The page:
In the culmination of a busy few weeks, I have another new digital installation opening this Friday. Horizontal Transmission is a semi-interactive sonic ecosystem based on bacterial dynamics, somewhere between a VR game and in silico systems biology simulation. It's an extension of research that I've recently been involved with in conjunction with the pioneering Division of Mathematical Biology at the National Institute for Medical Research.
It's a part of A Theory of Everything, at Deptford's Core Gallery from 24 June to 10 July, alongside a number of other works based on physical patterns and the empirical search for unifying scientific laws.
More on the piece:
Bacterial organisms exhibit a trait that is unique within the living world. As well as inheriting genetic properties from parent to child, bacteria are able to exchange genetic information with their neighbours, via packets of DNA known as 'plasmids'. This enables bacteria to temporarily adopt characteristics which may give them a competitive advantage in a hostile environment. Plasmids can be seen as semi-beneficial parasites which hop from bacterial host to host, giving rise to complex evolutionary patterns.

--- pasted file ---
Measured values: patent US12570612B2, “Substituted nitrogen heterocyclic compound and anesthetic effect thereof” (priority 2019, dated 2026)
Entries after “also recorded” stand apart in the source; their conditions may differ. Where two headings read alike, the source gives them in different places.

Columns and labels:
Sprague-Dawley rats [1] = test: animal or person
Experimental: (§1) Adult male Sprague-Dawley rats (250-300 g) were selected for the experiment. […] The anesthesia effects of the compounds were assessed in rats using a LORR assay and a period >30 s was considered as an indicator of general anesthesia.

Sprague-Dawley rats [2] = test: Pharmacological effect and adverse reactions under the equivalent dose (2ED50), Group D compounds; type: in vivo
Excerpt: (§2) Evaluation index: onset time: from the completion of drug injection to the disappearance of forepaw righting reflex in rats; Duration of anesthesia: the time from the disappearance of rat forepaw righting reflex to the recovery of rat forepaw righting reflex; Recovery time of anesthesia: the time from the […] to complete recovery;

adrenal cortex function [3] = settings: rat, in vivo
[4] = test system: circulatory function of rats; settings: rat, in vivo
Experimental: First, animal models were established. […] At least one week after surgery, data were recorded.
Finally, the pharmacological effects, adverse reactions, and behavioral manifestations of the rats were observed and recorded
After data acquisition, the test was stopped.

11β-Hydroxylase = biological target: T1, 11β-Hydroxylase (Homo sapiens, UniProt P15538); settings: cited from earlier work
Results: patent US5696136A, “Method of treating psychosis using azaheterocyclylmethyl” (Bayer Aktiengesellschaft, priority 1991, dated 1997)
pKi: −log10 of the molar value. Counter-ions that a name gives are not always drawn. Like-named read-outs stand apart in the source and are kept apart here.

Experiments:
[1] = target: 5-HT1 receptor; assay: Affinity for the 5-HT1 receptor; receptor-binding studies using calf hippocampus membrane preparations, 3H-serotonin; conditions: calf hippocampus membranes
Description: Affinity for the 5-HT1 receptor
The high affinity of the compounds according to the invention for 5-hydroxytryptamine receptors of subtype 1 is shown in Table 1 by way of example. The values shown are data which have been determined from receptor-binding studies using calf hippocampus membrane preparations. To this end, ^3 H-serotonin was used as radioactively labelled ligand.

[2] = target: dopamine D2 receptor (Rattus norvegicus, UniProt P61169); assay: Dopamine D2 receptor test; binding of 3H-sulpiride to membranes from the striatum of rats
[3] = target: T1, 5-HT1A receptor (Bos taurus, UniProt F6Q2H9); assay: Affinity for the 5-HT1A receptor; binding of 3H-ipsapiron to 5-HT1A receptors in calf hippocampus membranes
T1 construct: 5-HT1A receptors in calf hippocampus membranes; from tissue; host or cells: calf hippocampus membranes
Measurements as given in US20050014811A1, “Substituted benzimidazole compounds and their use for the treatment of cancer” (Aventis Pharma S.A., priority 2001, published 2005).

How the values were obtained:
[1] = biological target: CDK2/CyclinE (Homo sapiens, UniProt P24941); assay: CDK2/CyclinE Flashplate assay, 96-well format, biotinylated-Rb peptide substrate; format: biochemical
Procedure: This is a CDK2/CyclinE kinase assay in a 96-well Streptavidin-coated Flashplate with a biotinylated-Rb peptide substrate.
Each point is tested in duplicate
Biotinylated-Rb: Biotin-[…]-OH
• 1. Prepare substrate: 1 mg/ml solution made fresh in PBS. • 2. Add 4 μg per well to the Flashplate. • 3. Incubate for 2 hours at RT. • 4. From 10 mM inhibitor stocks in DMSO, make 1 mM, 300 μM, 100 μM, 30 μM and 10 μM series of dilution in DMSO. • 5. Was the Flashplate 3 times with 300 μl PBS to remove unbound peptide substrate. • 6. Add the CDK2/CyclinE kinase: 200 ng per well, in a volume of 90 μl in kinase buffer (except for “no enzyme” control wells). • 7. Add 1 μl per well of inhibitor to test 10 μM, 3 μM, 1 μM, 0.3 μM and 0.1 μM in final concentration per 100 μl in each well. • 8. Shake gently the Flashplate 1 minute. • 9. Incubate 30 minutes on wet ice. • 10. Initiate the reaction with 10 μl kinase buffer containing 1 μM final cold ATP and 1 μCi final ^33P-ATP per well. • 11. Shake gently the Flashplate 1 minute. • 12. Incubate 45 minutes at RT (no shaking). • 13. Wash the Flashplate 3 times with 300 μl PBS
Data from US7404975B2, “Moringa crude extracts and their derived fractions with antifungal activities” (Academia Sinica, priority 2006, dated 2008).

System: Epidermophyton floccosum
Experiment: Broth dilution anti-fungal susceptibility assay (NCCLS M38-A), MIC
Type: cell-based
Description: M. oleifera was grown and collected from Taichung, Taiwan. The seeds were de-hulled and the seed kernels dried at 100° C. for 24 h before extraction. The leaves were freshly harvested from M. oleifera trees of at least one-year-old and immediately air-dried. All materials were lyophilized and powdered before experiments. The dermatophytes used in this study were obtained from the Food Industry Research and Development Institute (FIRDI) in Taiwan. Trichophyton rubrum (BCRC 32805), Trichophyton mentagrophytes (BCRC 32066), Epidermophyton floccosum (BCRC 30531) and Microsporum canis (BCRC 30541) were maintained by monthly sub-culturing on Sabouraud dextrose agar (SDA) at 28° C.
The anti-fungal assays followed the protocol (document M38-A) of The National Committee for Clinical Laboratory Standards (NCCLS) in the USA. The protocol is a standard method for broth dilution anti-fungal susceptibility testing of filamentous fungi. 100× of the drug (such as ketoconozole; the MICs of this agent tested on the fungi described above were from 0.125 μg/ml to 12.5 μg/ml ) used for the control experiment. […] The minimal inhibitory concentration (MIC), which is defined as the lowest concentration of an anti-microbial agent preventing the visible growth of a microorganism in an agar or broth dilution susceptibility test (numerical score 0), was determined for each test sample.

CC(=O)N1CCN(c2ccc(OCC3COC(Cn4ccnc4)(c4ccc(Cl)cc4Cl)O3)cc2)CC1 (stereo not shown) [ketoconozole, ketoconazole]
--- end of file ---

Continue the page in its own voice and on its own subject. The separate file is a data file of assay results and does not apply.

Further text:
"Horizontal Transmission" (2011) simulates these dynamics in a 3D space, representing populations of cells both visually and sonically. When sound is detected from the gallery space by the attached microphone, it is transformed into a plasmid and deposited in the virtual space. This can then be assimilated by the bacterial population, who then mimic these sounds in their inter-cellular communications. The bacterial world can be explored using a 3D control interface, with which an observer can navigate through the population, observing cellular dynamics and communication patterns.
There are subsequently a number of informal salons featuring the artists and scientists involved. Find out more on the A Theory of Everything blog.